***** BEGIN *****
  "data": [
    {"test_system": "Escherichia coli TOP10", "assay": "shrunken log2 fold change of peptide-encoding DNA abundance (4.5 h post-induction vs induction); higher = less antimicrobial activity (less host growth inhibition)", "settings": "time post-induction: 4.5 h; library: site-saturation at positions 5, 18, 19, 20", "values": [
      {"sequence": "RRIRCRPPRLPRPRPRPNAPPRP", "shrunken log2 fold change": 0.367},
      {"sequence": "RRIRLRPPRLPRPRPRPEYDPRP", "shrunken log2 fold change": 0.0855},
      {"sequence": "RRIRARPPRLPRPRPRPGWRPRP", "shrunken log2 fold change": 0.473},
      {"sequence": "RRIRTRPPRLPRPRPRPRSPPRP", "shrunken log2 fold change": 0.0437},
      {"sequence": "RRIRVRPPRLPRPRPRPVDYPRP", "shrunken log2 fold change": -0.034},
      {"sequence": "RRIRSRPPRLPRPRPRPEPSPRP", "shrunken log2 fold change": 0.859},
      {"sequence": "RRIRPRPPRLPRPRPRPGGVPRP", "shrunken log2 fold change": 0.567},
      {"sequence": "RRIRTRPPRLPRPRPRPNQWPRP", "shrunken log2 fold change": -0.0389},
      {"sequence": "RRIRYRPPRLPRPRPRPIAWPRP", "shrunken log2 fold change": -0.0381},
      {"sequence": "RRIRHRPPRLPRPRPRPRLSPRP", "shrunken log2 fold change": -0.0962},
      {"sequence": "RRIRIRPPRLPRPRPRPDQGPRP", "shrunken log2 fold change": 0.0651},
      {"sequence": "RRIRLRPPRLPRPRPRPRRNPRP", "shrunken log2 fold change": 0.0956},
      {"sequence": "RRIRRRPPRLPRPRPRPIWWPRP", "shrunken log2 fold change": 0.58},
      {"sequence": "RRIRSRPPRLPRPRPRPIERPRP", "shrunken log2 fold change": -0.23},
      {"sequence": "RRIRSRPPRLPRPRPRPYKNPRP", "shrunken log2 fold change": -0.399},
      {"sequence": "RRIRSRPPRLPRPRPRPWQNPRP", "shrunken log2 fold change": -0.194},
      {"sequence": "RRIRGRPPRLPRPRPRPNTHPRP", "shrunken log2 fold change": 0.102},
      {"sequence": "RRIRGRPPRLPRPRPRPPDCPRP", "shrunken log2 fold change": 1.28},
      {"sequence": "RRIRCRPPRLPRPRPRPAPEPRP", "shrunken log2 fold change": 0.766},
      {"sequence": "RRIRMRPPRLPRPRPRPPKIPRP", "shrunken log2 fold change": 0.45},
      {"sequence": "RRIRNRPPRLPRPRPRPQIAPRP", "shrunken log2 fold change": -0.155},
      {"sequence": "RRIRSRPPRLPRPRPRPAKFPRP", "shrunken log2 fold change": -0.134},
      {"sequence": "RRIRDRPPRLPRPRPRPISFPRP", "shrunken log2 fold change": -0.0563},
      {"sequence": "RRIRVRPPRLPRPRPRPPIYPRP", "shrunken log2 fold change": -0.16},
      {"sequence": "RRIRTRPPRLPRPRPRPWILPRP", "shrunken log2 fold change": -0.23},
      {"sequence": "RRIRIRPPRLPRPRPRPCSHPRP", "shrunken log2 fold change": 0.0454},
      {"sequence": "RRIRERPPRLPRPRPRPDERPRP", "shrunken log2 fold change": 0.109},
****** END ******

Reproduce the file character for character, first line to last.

  "data": [
    {"test_system": "Escherichia coli TOP10", "assay": "shrunken log2 fold change of peptide-encoding DNA abundance (4.5 h post-induction vs induction); higher = less antimicrobial activity (less host growth inhibition)", "settings": "time post-induction: 4.5 h; library: site-saturation at positions 5, 18, 19, 20", "values": [
      {"sequence": "RRIRCRPPRLPRPRPRPNAPPRP", "shrunken log2 fold change": 0.367},
      {"sequence": "RRIRLRPPRLPRPRPRPEYDPRP", "shrunken log2 fold change": 0.0855},
      {"sequence": "RRIRARPPRLPRPRPRPGWRPRP", "shrunken log2 fold change": 0.473},
      {"sequence": "RRIRTRPPRLPRPRPRPRSPPRP", "shrunken log2 fold change": 0.0437},
      {"sequence": "RRIRVRPPRLPRPRPRPVDYPRP", "shrunken log2 fold change": -0.034},
      {"sequence": "RRIRSRPPRLPRPRPRPEPSPRP", "shrunken log2 fold change": 0.859},
      {"sequence": "RRIRPRPPRLPRPRPRPGGVPRP", "shrunken log2 fold change": 0.567},
      {"sequence": "RRIRTRPPRLPRPRPRPNQWPRP", "shrunken log2 fold change": -0.0389},
      {"sequence": "RRIRYRPPRLPRPRPRPIAWPRP", "shrunken log2 fold change": -0.0381},
      {"sequence": "RRIRHRPPRLPRPRPRPRLSPRP", "shrunken log2 fold change": -0.0962},
      {"sequence": "RRIRIRPPRLPRPRPRPDQGPRP", "shrunken log2 fold change": 0.0651},
      {"sequence": "RRIRLRPPRLPRPRPRPRRNPRP", "shrunken log2 fold change": 0.0956},
      {"sequence": "RRIRRRPPRLPRPRPRPIWWPRP", "shrunken log2 fold change": 0.58},
      {"sequence": "RRIRSRPPRLPRPRPRPIERPRP", "shrunken log2 fold change": -0.23},
      {"sequence": "RRIRSRPPRLPRPRPRPYKNPRP", "shrunken log2 fold change": -0.399},
      {"sequence": "RRIRSRPPRLPRPRPRPWQNPRP", "shrunken log2 fold change": -0.194},
      {"sequence": "RRIRGRPPRLPRPRPRPNTHPRP", "shrunken log2 fold change": 0.102},
      {"sequence": "RRIRGRPPRLPRPRPRPPDCPRP", "shrunken log2 fold change": 1.28},
      {"sequence": "RRIRCRPPRLPRPRPRPAPEPRP", "shrunken log2 fold change": 0.766},
      {"sequence": "RRIRMRPPRLPRPRPRPPKIPRP", "shrunken log2 fold change": 0.45},
      {"sequence": "RRIRNRPPRLPRPRPRPQIAPRP", "shrunken log2 fold change": -0.155},
      {"sequence": "RRIRSRPPRLPRPRPRPAKFPRP", "shrunken log2 fold change": -0.134},
      {"sequence": "RRIRDRPPRLPRPRPRPISFPRP", "shrunken log2 fold change": -0.0563},
      {"sequence": "RRIRVRPPRLPRPRPRPPIYPRP", "shrunken log2 fold change": -0.16},
      {"sequence": "RRIRTRPPRLPRPRPRPWILPRP", "shrunken log2 fold change": -0.23},
      {"sequence": "RRIRIRPPRLPRPRPRPCSHPRP", "shrunken log2 fold change": 0.0454},
      {"sequence": "RRIRERPPRLPRPRPRPDERPRP", "shrunken log2 fold change": 0.109},